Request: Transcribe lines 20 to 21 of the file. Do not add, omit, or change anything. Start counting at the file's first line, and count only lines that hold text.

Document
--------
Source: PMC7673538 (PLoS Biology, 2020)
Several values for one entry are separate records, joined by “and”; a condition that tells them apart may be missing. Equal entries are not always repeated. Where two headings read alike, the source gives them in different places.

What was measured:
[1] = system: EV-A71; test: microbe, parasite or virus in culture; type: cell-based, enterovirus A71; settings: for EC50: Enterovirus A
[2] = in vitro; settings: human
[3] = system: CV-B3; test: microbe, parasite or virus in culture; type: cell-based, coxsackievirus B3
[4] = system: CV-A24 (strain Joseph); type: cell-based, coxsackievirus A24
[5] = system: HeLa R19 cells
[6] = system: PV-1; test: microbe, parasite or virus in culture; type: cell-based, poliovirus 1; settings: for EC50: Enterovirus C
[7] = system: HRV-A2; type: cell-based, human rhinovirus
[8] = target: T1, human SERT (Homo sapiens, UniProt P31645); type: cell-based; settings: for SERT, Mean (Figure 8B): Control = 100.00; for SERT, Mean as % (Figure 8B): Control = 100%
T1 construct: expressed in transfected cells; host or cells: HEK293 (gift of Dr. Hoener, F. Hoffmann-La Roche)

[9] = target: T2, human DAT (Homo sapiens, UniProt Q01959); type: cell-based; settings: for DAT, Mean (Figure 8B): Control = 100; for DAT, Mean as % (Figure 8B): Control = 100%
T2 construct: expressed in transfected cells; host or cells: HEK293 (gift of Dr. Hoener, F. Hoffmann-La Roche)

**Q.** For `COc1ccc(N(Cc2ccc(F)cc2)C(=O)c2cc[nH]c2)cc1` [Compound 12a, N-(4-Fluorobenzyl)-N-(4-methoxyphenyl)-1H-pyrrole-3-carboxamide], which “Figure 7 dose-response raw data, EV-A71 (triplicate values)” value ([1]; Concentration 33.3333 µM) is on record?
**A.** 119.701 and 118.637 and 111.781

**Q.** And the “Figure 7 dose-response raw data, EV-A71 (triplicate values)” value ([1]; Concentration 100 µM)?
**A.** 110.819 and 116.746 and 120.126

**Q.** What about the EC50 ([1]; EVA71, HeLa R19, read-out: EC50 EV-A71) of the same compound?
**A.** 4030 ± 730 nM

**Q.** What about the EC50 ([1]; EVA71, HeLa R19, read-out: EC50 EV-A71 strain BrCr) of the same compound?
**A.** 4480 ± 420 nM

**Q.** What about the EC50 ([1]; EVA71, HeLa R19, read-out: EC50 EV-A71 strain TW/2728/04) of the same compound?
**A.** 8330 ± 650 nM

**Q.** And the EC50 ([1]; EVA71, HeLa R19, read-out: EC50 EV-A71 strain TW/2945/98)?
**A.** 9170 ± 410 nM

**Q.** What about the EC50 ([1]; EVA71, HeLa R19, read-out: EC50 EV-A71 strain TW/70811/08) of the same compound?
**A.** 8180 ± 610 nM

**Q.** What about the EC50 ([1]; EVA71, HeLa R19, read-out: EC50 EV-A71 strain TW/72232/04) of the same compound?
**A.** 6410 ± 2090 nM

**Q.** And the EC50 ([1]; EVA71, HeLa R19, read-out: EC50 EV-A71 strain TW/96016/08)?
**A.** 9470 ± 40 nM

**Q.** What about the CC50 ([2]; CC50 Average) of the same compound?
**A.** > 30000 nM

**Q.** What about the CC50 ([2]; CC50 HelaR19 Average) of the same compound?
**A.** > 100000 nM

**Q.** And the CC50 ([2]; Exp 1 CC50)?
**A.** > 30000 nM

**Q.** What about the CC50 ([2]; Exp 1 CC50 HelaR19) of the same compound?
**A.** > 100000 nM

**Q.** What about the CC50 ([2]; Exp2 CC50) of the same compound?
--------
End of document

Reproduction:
**A.** 4030 ± 730 nM

**Q.** What about the EC50 ([1]; EVA71, HeLa R19, read-out: EC50 EV-A71 strain BrCr) of the same compound?